Rational assembly of small molecule libraries for purposes of drug discovery requires an efficient approach in which the synthesis of bioactive compounds is enabled so that numerous structurally related compounds of a similar basic formulation can be derived. Here, we describe (4 + 3) and (3 + 2) indole annulation strategies that quickly generate complex indole heterocycle libraries that contain novel cyclohepta- and cyclopenta[b]indoles, respectively. Screening of one such library comprised of these indoles identifies JWU-A021 to be an especially potent stimulator of glucagon-like peptide-1 (GLP-1) secretion in vitro. Surprisingly, JWU-A021 is also a potent stimulator of Ca(2+) influx through TRPA1 cation channels (EC50 ca. 200 nM), thereby explaining its ability to stimulate GLP-1 release. Of additional importance, the available evidence indicates that JWU-A021 is one of the most potent non-electrophilic TRPA-1 channel agonists yet to be reported in the literature. PMID:27352904

  4. [Occurrence of indole alkaloids among secondary metabolites of soil Aspergillus].

    PubMed

    Vinokurova, N G; Khmel'nitskaia, I I; Baskunov, B P; Arinbasarov, M U

    2003-01-01

    The occurrence of indole alkaloids among secondary fungal metabolites was studied in species of the genus Aspergillus, isolated from soils that were sampled in various regions of Russia (a total of 102 isolates of the species A. niger, A. phoenicis, A. fumigatus, A. flavus, A. versicolor, A. ustus, A. clavatus, and A. ochraceus). Clavine alkaloids were represented by fumigaclavine, which was formed by A. fumigatus. alpha-Cyclopiazonic acid was formed by isolates of A. fumigatus, A. flavus, A. versicolor, A. phoenicis, and A. clavatus. The occurrence of indole-containing diketopiperazine alkaloids was documented for isolates of A. flavus, A. fumigatus, A. clavatus, and A. ochraceus. No indole-containing metabolites were found among the metabolites of A. ustus or A. niger. PMID:12722658

  5. Conversion of indole to oxindole under methanogenic conditions

    SciTech Connect

    Berry, D.F.; Madsen, E.L.; Bollag, J.M.

    1987-01-01

    Aromatic N-heterocyclic compounds are often present in aqueous effluents associated with coal mining and processing operations. The environmental fate of these chemicals is of great concern because they are toxic and may contaminate both surface water and groundwater. Previous investigations of microbial metabolism of aromatic chemicals under aerobic and anaerobic conditions suggest that microorganisms may play a key role in determining the fate of this class of compounds. When indole was incubated under methanogenic conditions with an inoculum of sewage sludge, the chemical was metabolized within 10 days and temporary formation of an intermediate was observed. The metabolite was isolated by thin-layer chromatography and determined to be 1,3-dihydro-2H-indol-2-one (oxindole) by UV spectroscopy (lambda/sub max/, 247 nm) and mass spectrometry (m/z, 133). The methane produced (net amount) indicated nearly complete mineralization of indole.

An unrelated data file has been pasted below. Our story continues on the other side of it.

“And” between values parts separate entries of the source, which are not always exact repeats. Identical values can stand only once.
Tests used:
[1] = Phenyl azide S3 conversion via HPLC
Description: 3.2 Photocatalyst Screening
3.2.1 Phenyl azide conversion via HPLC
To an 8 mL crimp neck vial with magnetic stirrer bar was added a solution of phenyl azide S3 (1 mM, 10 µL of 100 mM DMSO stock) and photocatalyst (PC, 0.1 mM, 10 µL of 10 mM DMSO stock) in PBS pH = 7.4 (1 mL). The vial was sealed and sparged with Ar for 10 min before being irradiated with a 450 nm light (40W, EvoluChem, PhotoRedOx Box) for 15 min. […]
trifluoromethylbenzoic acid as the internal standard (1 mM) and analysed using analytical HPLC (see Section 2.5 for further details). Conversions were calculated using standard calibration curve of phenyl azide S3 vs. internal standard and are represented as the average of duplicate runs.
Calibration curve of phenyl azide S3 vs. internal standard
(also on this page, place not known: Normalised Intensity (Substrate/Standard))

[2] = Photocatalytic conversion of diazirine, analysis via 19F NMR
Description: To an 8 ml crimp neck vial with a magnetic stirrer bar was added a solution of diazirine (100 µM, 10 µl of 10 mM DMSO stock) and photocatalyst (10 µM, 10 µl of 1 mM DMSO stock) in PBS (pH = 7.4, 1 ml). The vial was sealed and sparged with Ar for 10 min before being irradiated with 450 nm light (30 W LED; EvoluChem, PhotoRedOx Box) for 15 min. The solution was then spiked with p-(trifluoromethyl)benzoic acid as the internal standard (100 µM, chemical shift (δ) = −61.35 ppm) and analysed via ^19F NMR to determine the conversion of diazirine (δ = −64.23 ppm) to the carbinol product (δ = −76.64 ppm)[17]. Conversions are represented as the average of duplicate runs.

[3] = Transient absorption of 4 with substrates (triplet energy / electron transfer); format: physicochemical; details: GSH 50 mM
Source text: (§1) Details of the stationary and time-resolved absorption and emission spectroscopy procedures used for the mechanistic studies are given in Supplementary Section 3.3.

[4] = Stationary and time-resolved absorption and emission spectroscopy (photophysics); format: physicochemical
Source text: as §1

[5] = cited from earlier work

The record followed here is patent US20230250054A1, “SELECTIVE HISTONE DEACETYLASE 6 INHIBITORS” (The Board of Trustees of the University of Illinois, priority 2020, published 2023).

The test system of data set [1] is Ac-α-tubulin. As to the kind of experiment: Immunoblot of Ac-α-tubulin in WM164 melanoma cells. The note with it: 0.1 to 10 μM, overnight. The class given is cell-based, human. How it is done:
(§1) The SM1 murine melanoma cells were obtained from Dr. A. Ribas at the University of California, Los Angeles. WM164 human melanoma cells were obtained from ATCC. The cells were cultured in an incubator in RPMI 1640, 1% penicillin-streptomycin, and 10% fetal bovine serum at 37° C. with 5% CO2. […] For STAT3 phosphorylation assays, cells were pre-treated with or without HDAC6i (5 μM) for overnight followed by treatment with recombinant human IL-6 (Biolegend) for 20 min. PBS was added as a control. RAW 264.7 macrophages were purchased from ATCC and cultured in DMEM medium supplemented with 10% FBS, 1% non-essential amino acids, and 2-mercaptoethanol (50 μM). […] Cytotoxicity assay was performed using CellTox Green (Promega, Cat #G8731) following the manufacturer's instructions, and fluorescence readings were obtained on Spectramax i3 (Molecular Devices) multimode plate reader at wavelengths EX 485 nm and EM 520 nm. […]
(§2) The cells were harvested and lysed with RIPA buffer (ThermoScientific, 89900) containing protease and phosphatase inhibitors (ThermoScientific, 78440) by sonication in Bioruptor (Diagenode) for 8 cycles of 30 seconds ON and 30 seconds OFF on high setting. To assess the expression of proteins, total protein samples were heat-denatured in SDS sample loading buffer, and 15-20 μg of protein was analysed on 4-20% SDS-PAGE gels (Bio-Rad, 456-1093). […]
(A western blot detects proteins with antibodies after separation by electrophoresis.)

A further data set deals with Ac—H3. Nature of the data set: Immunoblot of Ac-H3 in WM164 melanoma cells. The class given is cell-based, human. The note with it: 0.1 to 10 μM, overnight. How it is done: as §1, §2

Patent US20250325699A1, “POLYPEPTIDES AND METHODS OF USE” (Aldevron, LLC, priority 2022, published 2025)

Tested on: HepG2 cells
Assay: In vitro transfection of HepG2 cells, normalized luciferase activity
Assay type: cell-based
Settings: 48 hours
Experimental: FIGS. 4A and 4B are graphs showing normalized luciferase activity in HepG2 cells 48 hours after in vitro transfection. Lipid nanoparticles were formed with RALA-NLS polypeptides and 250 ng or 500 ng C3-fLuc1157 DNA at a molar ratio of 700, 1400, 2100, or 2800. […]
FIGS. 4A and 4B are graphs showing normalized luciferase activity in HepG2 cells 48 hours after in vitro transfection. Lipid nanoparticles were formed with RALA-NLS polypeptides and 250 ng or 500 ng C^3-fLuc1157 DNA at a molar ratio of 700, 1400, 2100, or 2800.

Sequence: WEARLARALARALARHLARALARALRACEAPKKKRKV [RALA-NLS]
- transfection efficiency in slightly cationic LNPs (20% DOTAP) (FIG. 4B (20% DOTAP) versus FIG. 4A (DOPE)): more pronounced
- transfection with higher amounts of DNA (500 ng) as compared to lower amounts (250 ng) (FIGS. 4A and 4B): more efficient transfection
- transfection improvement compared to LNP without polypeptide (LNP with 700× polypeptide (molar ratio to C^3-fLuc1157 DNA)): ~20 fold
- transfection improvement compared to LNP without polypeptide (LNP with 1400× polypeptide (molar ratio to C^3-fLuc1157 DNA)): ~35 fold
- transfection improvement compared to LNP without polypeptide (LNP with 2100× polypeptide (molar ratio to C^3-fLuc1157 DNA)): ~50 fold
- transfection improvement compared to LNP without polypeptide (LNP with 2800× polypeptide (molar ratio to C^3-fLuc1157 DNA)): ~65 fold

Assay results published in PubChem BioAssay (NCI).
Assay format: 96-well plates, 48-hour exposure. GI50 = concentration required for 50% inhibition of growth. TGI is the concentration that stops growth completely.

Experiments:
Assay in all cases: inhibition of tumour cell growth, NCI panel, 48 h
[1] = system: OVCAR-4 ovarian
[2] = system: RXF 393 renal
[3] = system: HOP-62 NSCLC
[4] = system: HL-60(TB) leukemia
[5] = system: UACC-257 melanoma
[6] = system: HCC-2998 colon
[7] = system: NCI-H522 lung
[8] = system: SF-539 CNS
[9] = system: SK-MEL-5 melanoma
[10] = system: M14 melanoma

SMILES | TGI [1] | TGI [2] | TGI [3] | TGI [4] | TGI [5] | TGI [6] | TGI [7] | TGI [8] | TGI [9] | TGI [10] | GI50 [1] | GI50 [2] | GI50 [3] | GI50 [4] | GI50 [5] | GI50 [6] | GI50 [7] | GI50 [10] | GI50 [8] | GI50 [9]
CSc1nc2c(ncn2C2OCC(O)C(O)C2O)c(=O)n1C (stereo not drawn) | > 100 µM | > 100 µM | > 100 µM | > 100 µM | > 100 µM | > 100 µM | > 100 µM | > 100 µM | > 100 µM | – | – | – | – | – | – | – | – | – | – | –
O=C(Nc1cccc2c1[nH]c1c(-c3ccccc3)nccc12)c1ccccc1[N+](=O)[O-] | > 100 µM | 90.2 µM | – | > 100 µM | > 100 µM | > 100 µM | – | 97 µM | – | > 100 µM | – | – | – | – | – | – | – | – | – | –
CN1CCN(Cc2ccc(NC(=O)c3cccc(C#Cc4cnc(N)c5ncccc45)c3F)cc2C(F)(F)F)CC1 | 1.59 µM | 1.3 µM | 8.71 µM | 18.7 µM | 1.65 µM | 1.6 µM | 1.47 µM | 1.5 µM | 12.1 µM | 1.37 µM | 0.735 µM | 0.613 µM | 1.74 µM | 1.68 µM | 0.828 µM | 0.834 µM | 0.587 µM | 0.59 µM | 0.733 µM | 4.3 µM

6. Structure of the indole-benzene dimer revisited.

    PubMed

    Biswal, Himansu S; Gloaguen, Eric; Mons, Michel; Bhattacharyya, Surjendu; Shirhatti, Pranav R; Wategaonkar, Sanjay

    2011-09-01

    The structure of the indole-benzene dimer has been investigated using experimental techniques, namely, UV spectroscopy and infrared-ultraviolet (IR/UV) double resonance spectroscopy, combined with quantum chemical calculations such as MP2 and dispersion corrected DFT methods. The red shift of the indole N-H stretch frequency in the dimer provides direct evidence that the experimentally observed indole-benzene dimer is an N-H···π bound hydrogen bonded complex. Theoretical investigations suggest that the potential energy surface (PES) of the complex is rather flat along the coordinate describing the tilt angle between the molecular planes of indole and benzene, with several minima of similar energies, namely, parallel displaced (PD), right-angle T-shaped (T), and other intermediate structures which can be categorized as tilted T-shaped (T') and tilted parallel displaced (PD') structures. Three different computational methods, namely, RI-MP2, RI-B97-D, and PBE1-DCP, are used to arrive at a new structural assignment after assessing their performance in predicting the structure of the pyrrole dimer, for which accurate experimental data are available. By comparing the computed IR spectra of PD, T, and T'/PD' structures with the experimental IR spectrum, the tilted T-shaped (T') structure was assigned to the indole-benzene dimer. The empirically dispersion-corrected functionals (RI-B97-D and PBE1-DCP) correctly reproduce the experimental IR spectrum whereas the popular post-Hartree-Fock, MP2 method gives disappointing results. These results are also in agreement with the experimental dissociation energy (D(0)) reported in the literature. The N-H stretch frequency of the indole-benzene dimer has been found to be a more pertinent parameter for the structural assignment than the dissociation energy (D(0)). PMID:21413767

  7. Indole Alkaloids from the Leaves of Nauclea officinalis.

    PubMed

    Fan, Long; Liao, Cheng-Hui; Kang, Qiang-Rong; Zheng, Kai; Jiang, Ying-Chun; He, Zhen-Dan

    2016-01-01

    Three new indole alkaloids, named naucleamide G (1), and nauclealomide B and C (5 and 6), were isolated from the n-BuOH-soluble fraction of an EtOH extract of the leaves of Nauclea officinalis, together with three known alkaloids, paratunamide C (2), paratunamide D (3) and paratunamide A (4). The structures with absolute configurations of the new compounds were identified on the basis of 1D and 2D NMR, HRESIMS, acid hydrolysis and quantum chemical circular dichroism (CD) calculation. According to the structures of isolated indole alkaloids, their plausible biosynthetic pathway was deduced. PMID:27455233